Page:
Seattle First Presbyterian Church has seen a decline in its congregation as the property remains primed for redevelopment. In the interim, the church has found a new purpose through a partnership with Compass Housing Alliance to create a 24/7 homelessness shelter for people wanting to transition to permanent housing.
  • Protect Volunteer Park appeals Asian art museum expansion decision
    The Office of the Hearing Examiner in June will consider an appeal of the master use permit for expanding the Seattle Asian Art Museum that was filed by Protect Volunteer Park.
  • Displacement protesters trespassed from MidTown Center
    Seattle Police on Wednesday morning criminally trespassed a group of individuals that had been living for several weeks in the former Black Dot space at MidTown Center in the Central District.
  • Investing in immigrants rights

    Seattle’s Office of Immigrant and Refugee Affairs will soon establish a $1 million legal defense fund for residents who face immigration proceedings.
    The Seattle City Council unanimously passed an ordinance establishing the fund at its April 17 meeting. Council President Bruce Harrell called the ordinance, introduced by councilmembers Lorena Gonzalez and Tim Burgess, “landmark legislation.”

  • Capitol Hill panelists discuss ways to make neighborhood a better place to live
    Brie Gyncild has lived in Capitol Hill for 27 years, and the thing she loves the most about the neighborhood is its walkability — people going to different places on foot every chance they get. There’s light rail, the streetcar and the Metro bus system. And yet, Gyncild just loves walking around on Pike, Pine and Broadway, where she runs into friends and gets entertained by cute dogs, people moving mattresses and window displays.
  • McGinn runs again

    Former Seattle Mayor Mike McGinn announced Monday morning that he will once again run to lead the city's executive branch.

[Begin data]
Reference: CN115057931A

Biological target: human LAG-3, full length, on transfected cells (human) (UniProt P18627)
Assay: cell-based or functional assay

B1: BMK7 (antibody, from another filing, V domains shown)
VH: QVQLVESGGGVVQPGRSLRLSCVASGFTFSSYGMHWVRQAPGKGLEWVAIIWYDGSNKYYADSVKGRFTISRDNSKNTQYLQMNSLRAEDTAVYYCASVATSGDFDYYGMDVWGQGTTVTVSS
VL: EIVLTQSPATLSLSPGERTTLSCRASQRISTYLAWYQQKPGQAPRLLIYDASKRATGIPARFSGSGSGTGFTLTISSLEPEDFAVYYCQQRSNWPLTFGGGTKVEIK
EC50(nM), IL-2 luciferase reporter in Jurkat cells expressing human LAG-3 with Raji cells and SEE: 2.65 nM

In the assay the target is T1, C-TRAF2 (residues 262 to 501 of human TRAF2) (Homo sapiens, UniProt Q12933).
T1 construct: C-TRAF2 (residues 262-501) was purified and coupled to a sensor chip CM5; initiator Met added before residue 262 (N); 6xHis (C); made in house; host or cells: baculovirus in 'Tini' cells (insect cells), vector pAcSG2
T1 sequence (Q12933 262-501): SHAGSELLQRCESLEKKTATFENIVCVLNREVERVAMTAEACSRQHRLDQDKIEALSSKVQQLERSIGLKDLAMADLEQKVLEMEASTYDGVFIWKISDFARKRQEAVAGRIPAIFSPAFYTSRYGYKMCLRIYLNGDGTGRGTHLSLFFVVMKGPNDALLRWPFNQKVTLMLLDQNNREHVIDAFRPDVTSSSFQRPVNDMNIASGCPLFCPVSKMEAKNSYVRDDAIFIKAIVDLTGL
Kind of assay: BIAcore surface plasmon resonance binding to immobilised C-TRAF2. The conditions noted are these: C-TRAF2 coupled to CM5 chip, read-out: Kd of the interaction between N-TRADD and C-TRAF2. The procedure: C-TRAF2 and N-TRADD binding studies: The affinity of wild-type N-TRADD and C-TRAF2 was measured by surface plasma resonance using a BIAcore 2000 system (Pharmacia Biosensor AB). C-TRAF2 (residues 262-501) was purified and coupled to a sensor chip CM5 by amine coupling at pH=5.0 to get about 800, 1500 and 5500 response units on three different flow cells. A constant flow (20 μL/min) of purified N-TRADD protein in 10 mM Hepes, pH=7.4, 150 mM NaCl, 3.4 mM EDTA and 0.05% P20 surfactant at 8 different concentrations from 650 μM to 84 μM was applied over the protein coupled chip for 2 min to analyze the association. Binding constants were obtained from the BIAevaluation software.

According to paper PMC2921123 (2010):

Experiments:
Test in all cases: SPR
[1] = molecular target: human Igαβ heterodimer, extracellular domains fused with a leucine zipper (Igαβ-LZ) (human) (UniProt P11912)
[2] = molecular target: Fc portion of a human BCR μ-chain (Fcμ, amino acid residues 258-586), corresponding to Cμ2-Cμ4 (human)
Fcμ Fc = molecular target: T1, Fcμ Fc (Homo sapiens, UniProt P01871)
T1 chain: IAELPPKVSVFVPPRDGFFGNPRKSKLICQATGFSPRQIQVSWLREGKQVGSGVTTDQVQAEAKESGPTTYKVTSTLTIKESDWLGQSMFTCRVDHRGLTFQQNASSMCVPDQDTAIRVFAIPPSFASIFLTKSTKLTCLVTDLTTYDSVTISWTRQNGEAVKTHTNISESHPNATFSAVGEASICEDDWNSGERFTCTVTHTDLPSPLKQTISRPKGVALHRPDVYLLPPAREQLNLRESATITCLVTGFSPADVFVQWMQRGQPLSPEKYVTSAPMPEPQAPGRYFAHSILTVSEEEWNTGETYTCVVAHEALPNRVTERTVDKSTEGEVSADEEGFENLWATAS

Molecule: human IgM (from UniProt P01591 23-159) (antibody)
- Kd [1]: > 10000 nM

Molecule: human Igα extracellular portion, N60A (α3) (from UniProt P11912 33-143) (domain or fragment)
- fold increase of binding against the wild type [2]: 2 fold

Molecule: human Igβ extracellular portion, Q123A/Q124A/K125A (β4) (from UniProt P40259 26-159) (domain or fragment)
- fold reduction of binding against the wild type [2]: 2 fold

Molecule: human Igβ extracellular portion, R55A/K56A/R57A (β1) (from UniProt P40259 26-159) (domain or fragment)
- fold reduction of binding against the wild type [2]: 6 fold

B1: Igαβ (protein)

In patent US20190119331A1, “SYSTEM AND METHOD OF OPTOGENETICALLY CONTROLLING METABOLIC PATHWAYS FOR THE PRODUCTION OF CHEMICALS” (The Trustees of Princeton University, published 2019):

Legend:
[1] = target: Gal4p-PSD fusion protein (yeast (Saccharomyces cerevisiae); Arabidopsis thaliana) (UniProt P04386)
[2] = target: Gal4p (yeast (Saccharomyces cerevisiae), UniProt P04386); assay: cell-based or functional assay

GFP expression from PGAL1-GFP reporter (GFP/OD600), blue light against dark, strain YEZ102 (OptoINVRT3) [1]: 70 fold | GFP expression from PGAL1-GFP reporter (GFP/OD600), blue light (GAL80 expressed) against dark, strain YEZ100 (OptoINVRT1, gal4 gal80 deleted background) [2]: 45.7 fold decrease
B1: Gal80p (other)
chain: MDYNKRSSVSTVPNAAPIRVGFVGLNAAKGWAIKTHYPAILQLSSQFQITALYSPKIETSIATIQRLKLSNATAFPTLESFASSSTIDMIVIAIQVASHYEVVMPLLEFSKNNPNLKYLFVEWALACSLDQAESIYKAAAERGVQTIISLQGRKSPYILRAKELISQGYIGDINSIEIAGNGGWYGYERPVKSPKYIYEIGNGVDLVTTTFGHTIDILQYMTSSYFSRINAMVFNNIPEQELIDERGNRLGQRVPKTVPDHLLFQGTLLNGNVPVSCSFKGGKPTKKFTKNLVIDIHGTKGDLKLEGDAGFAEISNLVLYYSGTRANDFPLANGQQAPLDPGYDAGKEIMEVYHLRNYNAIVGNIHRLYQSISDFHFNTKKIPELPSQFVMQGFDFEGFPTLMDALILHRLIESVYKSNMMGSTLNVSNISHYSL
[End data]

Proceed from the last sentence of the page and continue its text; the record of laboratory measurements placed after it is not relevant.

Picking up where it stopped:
A political consultant to McGinn announced his candidacy to press outlets at 8:30 a.m., and McGinn and his family made an official announcement outside his home in Greenwood at 10:30 a.m.

  • Transit advocates upset with House Democrats over ST3 legislation
    Phone lines and inboxes for Washington House Democrats like 43rd District Rep. Nicole Macri have been lighting up since the unanimous passage of Engrossed House Bill 2201 Wednesday night.
  • Country Doctor passes design checkup for new dental clinic
    The East Design Review Board gave a resigned go-ahead to revised plans for a Country Doctor dental facility in Capitol Hill on Wednesday night, avoiding a delay the nonprofit says could have caused it to lose federal funding.
  • Tagged Legacy
    The Seattle landmarked Kelly Springfield Building has been the target of rampant vandalism recently, and the damage is as bad as the resolve of the culprits is impressive, says Walter Scott, in charge of brokerage and property management for Legacy Commercial.
  • Update: Mayor's attorney says no mole, no case
    Ed Murray’s attorney Bob Sulkin during a Tuesday evening press conference revealed what he considers to be a “game-changing” detail of the Seattle mayor’s anatomy that should result in the dropping of a civil lawsuit that alleges Murray solicited sex from an underage teen in the ‘80s.